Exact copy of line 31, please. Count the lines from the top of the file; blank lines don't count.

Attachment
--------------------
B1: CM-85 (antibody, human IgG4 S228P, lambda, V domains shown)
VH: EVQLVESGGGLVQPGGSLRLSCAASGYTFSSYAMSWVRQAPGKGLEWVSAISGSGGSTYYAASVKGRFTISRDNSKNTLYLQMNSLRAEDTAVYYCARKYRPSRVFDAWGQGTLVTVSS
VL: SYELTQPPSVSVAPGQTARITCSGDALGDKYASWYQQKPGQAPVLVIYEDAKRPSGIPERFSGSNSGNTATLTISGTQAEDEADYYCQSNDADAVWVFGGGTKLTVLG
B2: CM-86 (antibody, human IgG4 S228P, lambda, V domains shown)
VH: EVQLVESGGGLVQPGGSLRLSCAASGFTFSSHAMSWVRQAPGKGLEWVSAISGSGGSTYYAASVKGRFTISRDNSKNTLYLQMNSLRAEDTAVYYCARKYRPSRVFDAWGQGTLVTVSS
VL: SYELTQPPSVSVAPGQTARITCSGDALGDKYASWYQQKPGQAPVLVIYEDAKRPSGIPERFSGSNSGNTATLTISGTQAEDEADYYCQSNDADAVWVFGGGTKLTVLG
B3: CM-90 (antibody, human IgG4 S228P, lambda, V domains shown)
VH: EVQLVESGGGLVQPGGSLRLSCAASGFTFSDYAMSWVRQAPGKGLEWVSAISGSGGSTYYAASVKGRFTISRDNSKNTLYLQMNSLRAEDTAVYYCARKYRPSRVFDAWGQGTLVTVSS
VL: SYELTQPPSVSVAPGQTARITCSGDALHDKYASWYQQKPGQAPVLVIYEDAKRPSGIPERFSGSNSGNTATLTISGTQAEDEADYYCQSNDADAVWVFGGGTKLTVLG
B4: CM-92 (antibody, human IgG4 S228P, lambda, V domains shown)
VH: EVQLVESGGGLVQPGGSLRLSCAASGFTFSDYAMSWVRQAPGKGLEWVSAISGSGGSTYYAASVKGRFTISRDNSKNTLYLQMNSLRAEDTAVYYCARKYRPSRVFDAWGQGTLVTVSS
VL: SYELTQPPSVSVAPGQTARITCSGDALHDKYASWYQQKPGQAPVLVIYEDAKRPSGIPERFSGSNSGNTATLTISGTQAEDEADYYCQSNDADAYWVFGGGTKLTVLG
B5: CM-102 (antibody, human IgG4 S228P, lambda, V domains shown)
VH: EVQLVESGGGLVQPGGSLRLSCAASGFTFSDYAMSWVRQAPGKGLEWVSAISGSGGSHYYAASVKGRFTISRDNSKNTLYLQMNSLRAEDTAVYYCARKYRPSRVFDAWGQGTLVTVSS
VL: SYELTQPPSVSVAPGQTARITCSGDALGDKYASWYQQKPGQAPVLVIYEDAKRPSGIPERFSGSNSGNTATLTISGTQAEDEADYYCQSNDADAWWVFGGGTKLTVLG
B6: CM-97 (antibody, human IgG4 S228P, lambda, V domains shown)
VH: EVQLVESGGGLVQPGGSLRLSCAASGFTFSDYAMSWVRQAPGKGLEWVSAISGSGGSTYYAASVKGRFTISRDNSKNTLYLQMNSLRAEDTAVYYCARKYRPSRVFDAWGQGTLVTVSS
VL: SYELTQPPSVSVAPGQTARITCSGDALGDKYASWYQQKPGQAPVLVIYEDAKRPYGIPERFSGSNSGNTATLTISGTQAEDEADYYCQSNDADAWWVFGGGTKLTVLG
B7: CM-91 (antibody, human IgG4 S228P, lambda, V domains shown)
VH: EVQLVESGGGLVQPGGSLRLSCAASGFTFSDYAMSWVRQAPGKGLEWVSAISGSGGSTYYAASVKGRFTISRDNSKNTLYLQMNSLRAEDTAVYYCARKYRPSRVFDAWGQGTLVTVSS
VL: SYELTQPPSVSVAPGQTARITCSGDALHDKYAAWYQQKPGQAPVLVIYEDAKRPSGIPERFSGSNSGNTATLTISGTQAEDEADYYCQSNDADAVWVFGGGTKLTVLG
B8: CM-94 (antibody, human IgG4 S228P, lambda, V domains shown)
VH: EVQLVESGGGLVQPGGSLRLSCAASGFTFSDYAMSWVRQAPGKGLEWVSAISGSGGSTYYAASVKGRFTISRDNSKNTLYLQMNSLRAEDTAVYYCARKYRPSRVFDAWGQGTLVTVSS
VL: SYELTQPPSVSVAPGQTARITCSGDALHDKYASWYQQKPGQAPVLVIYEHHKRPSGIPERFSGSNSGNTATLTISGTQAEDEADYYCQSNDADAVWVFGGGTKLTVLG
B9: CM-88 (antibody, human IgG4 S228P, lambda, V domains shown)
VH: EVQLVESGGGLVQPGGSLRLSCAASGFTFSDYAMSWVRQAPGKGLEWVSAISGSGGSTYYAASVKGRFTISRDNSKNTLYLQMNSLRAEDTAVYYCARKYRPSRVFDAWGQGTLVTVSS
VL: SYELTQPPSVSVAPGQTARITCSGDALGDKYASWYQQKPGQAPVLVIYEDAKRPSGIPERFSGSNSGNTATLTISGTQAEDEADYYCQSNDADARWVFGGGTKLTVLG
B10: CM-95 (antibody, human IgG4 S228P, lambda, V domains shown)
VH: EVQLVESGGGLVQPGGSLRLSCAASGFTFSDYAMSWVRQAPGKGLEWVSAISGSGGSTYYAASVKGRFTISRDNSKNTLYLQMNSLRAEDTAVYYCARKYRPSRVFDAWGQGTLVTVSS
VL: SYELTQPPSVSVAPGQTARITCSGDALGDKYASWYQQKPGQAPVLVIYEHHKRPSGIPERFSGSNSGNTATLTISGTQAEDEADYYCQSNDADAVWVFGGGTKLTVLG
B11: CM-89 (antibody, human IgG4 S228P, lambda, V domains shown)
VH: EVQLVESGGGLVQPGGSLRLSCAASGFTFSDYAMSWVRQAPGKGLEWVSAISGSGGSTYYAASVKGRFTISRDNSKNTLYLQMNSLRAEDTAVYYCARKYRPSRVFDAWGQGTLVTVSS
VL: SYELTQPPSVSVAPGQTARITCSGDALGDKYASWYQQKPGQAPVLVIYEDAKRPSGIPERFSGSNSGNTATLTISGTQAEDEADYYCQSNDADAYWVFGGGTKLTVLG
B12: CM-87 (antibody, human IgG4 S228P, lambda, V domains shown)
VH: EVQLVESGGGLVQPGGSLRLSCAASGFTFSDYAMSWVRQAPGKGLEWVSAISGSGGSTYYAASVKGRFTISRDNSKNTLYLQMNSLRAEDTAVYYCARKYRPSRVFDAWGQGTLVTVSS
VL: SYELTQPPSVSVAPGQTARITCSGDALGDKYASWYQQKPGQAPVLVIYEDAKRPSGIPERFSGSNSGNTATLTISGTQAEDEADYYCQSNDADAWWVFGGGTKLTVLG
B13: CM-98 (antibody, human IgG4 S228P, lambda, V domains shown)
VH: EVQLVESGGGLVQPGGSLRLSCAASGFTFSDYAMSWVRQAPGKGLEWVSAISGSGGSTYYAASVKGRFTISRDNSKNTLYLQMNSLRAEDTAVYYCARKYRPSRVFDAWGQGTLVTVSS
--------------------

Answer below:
B11: CM-89 (antibody, human IgG4 S228P, lambda, V domains shown)